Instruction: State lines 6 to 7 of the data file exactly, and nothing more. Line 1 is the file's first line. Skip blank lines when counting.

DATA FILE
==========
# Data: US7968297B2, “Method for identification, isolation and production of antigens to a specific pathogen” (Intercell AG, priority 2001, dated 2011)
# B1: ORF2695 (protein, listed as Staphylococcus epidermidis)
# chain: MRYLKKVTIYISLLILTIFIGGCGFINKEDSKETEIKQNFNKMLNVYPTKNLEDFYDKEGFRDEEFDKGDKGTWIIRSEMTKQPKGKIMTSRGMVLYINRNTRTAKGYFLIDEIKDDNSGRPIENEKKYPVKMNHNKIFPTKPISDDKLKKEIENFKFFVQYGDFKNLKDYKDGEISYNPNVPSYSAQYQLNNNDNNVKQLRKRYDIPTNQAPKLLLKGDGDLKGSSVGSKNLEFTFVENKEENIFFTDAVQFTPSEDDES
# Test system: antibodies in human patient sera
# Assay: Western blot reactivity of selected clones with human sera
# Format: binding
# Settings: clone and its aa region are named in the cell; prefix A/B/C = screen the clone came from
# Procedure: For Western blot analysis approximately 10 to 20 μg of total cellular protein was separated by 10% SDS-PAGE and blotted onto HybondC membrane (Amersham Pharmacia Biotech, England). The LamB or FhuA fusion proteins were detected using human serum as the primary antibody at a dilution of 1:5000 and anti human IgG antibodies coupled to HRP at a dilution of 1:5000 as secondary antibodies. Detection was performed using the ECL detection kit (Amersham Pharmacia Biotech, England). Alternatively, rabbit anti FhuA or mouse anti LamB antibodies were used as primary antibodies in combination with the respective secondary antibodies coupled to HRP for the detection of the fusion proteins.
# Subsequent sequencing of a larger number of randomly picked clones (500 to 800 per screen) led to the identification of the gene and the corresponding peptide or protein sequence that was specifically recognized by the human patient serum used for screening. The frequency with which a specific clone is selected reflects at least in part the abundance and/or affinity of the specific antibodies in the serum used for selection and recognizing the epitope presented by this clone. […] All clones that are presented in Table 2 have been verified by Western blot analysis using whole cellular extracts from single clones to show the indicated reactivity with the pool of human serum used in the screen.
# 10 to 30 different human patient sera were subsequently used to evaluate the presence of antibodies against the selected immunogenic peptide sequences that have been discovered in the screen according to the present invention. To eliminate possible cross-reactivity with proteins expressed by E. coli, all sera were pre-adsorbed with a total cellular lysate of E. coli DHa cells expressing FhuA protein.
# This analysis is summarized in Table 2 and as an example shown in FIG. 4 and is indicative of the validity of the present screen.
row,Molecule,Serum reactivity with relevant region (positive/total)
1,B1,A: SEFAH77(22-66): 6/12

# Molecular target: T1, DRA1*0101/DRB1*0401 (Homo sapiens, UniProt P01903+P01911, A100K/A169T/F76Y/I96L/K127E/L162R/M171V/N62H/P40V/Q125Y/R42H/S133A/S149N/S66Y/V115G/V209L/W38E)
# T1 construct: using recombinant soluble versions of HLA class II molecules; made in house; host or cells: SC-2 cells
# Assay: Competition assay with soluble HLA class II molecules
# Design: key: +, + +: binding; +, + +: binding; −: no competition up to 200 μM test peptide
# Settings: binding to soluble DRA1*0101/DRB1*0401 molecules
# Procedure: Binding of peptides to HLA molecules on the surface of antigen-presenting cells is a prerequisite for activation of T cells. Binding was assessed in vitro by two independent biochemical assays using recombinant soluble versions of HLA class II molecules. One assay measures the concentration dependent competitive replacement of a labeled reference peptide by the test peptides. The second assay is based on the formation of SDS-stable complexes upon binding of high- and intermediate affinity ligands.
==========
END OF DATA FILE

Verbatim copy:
# Format: binding
# Settings: clone and its aa region are named in the cell; prefix A/B/C = screen the clone came from